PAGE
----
Those of you who’ve been following The B Werd since the beginning of this year know that I’ve had quite a bit to say in regards to minority issues in America, specifically Black lives. I was moved by what Jesse Williams had to say at this years BET Awards and shortly after I wrote this article, we were all taunted by Jesse’s speech being followed by the back to back killings of Alton Sterling and Philando Castile. I followed those two stories so closely that it kept me from blogging for a week. I found it nearly impossible to carry on with scheduled content without speaking up and that resulted in this post. I was hesitant to say anything at all, which made no sense to me seeing as I built this platform specifically to have a place to voice my views and share thoughts with all of you. No other bloggers I followed were mentioning social injustices. Their day to day lives went on with #ootd posts and coffee breaks without a single mention of black lives mattering. That wasn’t me. I cared too much to keep quiet.
When I saw Shayla and her friends at New York Fashion Week in these literal statement pieces, I felt SO proud. *cues “yaaaaasssssss girl!”* Proud because these young women had the courage to not only talk about the problem, but take action. What better way to get people to talk about these issues other than to wear them on your back during the biggest week of predominantly white fashion events? Let me tell you, there’s no better accessory than controversy mmmk? Her photos quickly went viral, setting off her #slayforachange hashtag. She was featured on the Fashion Bomb Daily as well as Yahoo and of course, Ebony.
Soon after getting home, Shayla reached out to me regarding a documentary she filmed about all of the events leading up to fashion week that she’d ironically titled “Fashion Weak”. She would be debuting this film in Houston and wanted little ol’ me to facilitate the panel discussion. Of course I not only obliged, I was honored and excited.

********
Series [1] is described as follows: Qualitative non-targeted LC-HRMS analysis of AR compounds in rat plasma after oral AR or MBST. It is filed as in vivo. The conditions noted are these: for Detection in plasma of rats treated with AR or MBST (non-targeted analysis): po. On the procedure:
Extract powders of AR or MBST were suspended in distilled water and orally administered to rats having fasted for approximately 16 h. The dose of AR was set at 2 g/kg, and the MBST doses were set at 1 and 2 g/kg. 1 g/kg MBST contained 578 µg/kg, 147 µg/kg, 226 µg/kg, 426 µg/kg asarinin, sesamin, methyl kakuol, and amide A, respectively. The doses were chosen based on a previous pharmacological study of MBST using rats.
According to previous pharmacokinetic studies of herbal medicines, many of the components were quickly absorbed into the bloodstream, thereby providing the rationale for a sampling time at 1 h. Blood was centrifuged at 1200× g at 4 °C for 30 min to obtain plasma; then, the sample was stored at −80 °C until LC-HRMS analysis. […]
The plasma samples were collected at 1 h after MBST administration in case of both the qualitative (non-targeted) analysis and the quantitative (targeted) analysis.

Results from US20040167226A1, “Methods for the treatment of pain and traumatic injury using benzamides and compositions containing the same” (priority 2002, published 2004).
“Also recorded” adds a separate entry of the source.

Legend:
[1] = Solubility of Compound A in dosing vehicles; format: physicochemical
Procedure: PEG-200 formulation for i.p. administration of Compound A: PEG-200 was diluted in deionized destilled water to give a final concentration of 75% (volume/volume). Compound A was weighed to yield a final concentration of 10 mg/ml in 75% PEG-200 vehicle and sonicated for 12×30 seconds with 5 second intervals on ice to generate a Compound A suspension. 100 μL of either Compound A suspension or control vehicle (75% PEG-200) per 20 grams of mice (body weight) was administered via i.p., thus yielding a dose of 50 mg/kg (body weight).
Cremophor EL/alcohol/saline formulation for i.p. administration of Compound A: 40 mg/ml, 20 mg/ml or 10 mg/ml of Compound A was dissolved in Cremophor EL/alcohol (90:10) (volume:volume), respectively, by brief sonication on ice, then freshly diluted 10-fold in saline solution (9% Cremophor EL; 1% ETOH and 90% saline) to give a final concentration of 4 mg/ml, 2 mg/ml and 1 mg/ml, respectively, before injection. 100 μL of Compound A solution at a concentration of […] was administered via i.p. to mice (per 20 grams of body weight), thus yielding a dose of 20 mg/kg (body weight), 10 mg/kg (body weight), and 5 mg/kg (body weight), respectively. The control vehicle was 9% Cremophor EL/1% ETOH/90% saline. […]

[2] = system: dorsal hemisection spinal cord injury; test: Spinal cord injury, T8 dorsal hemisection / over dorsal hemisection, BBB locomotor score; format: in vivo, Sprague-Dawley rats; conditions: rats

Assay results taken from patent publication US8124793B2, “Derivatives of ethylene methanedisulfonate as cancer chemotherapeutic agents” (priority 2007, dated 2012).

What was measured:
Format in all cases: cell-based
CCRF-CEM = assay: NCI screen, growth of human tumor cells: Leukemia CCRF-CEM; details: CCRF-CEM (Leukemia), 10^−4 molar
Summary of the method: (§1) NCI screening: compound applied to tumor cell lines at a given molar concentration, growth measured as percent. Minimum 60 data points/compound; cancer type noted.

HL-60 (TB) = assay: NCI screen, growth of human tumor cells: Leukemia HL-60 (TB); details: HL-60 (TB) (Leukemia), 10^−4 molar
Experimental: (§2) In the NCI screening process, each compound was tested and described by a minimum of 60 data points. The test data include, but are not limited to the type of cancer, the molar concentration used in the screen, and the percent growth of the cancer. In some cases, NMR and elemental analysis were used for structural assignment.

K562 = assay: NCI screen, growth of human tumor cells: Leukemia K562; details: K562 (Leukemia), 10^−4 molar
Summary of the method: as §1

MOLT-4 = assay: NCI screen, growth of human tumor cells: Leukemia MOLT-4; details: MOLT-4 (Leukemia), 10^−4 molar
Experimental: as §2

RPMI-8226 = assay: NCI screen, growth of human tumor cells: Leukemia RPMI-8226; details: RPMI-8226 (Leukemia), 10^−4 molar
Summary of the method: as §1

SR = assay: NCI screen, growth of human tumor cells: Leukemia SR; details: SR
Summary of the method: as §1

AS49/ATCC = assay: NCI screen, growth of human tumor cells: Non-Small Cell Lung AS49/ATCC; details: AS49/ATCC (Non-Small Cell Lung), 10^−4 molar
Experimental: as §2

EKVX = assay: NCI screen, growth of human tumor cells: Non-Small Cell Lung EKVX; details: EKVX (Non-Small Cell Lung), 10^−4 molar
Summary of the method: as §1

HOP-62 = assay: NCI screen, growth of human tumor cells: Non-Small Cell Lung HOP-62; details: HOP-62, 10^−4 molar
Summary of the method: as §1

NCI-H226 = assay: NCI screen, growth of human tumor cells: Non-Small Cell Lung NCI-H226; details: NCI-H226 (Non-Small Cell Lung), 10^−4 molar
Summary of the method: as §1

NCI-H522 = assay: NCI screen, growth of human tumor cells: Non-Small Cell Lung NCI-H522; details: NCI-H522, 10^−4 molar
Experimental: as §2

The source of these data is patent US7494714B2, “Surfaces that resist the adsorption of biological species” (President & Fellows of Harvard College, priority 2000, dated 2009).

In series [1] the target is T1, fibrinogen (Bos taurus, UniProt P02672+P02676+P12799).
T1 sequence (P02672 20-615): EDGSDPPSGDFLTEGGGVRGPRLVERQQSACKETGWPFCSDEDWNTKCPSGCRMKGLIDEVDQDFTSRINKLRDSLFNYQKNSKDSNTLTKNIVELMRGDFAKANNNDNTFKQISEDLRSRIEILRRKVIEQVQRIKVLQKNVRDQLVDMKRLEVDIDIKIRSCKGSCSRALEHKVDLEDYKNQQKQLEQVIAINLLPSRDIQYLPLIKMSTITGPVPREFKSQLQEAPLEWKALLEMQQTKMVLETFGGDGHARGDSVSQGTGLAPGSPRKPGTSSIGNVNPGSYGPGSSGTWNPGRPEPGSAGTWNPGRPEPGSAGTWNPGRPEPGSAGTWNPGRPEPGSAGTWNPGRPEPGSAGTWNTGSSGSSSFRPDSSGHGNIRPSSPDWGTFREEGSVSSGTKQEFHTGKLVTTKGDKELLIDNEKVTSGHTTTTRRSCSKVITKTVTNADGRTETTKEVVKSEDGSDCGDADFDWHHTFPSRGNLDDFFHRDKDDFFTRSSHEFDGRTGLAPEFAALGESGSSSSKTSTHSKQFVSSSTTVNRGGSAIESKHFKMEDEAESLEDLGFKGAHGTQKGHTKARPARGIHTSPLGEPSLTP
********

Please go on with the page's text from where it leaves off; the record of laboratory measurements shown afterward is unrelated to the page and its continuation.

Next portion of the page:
She rented an art studio downtown for the debut and easily filled it up. The documentary was about 75 minutes long and took us from laughter to rage and back again but everyone was without a doubt engaged. They touched on what sparked their actions to the skewed media portrayal of blacks. Once the documentary was over, we opened up the panel discussion to all those who attended. Some simply complimented them for speaking up, some had sincere questions about how to deal with those issues with others in their lives and others offered advice based off of how they’ve made room for the necessary conversation.
If a space doesn’t exist, you have to create it. Shayla did such a great job of allowing her love for fashion and her passion for culture coexist. It was a necessary reminder that we’re not the only ones thinking what we’re thinking or longing for change. Follow the young women who created Fashion Weak and be on the lookout for what they do next. Use the #SlayForAChange hashtag to keep the conversation going.